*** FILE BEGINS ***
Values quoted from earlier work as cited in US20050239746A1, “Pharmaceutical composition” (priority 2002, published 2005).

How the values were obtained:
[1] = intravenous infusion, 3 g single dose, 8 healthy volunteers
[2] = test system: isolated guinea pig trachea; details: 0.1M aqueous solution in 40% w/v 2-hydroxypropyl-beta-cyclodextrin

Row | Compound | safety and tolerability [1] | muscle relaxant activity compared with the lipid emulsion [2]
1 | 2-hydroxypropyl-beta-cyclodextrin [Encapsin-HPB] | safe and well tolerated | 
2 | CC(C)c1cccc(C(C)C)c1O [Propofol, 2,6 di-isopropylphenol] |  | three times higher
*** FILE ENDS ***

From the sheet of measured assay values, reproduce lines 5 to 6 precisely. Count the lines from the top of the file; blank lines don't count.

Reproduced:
Row | Compound | safety and tolerability [1] | muscle relaxant activity compared with the lipid emulsion [2]
1 | 2-hydroxypropyl-beta-cyclodextrin [Encapsin-HPB] | safe and well tolerated | 